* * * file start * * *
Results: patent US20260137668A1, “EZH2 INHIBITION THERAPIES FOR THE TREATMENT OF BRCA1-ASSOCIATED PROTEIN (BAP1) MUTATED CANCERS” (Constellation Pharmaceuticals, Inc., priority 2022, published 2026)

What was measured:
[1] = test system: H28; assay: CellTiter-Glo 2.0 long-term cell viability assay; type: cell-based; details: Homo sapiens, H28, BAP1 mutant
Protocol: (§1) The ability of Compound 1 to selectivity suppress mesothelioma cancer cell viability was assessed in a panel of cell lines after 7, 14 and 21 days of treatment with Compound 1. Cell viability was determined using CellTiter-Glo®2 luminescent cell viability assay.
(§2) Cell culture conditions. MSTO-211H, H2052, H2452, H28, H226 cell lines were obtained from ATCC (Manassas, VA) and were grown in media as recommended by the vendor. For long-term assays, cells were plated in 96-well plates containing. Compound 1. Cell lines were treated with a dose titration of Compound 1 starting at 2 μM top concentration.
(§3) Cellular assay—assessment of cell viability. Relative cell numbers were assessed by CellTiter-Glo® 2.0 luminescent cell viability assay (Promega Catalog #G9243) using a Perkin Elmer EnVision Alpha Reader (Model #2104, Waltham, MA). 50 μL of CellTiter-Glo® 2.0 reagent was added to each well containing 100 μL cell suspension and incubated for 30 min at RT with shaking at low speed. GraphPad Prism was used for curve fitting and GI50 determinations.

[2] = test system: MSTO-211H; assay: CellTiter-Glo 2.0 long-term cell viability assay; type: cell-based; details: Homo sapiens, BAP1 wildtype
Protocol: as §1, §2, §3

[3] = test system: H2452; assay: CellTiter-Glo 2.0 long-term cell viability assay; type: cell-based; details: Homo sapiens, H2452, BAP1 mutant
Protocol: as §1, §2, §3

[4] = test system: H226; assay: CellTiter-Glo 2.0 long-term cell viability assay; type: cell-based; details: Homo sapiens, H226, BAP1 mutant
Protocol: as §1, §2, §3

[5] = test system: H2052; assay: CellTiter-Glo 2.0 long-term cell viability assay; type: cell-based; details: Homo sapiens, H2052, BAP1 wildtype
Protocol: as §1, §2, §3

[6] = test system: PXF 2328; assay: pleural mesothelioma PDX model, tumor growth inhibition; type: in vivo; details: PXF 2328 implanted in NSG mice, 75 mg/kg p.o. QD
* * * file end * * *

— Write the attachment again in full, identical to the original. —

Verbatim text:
Results: patent US20260137668A1, “EZH2 INHIBITION THERAPIES FOR THE TREATMENT OF BRCA1-ASSOCIATED PROTEIN (BAP1) MUTATED CANCERS” (Constellation Pharmaceuticals, Inc., priority 2022, published 2026)

What was measured:
[1] = test system: H28; assay: CellTiter-Glo 2.0 long-term cell viability assay; type: cell-based; details: Homo sapiens, H28, BAP1 mutant
Protocol: (§1) The ability of Compound 1 to selectivity suppress mesothelioma cancer cell viability was assessed in a panel of cell lines after 7, 14 and 21 days of treatment with Compound 1. Cell viability was determined using CellTiter-Glo®2 luminescent cell viability assay.
(§2) Cell culture conditions. MSTO-211H, H2052, H2452, H28, H226 cell lines were obtained from ATCC (Manassas, VA) and were grown in media as recommended by the vendor. For long-term assays, cells were plated in 96-well plates containing. Compound 1. Cell lines were treated with a dose titration of Compound 1 starting at 2 μM top concentration.
(§3) Cellular assay—assessment of cell viability. Relative cell numbers were assessed by CellTiter-Glo® 2.0 luminescent cell viability assay (Promega Catalog #G9243) using a Perkin Elmer EnVision Alpha Reader (Model #2104, Waltham, MA). 50 μL of CellTiter-Glo® 2.0 reagent was added to each well containing 100 μL cell suspension and incubated for 30 min at RT with shaking at low speed. GraphPad Prism was used for curve fitting and GI50 determinations.

[2] = test system: MSTO-211H; assay: CellTiter-Glo 2.0 long-term cell viability assay; type: cell-based; details: Homo sapiens, BAP1 wildtype
Protocol: as §1, §2, §3

[3] = test system: H2452; assay: CellTiter-Glo 2.0 long-term cell viability assay; type: cell-based; details: Homo sapiens, H2452, BAP1 mutant
Protocol: as §1, §2, §3

[4] = test system: H226; assay: CellTiter-Glo 2.0 long-term cell viability assay; type: cell-based; details: Homo sapiens, H226, BAP1 mutant
Protocol: as §1, §2, §3

[5] = test system: H2052; assay: CellTiter-Glo 2.0 long-term cell viability assay; type: cell-based; details: Homo sapiens, H2052, BAP1 wildtype
Protocol: as §1, §2, §3

[6] = test system: PXF 2328; assay: pleural mesothelioma PDX model, tumor growth inhibition; type: in vivo; details: PXF 2328 implanted in NSG mice, 75 mg/kg p.o. QD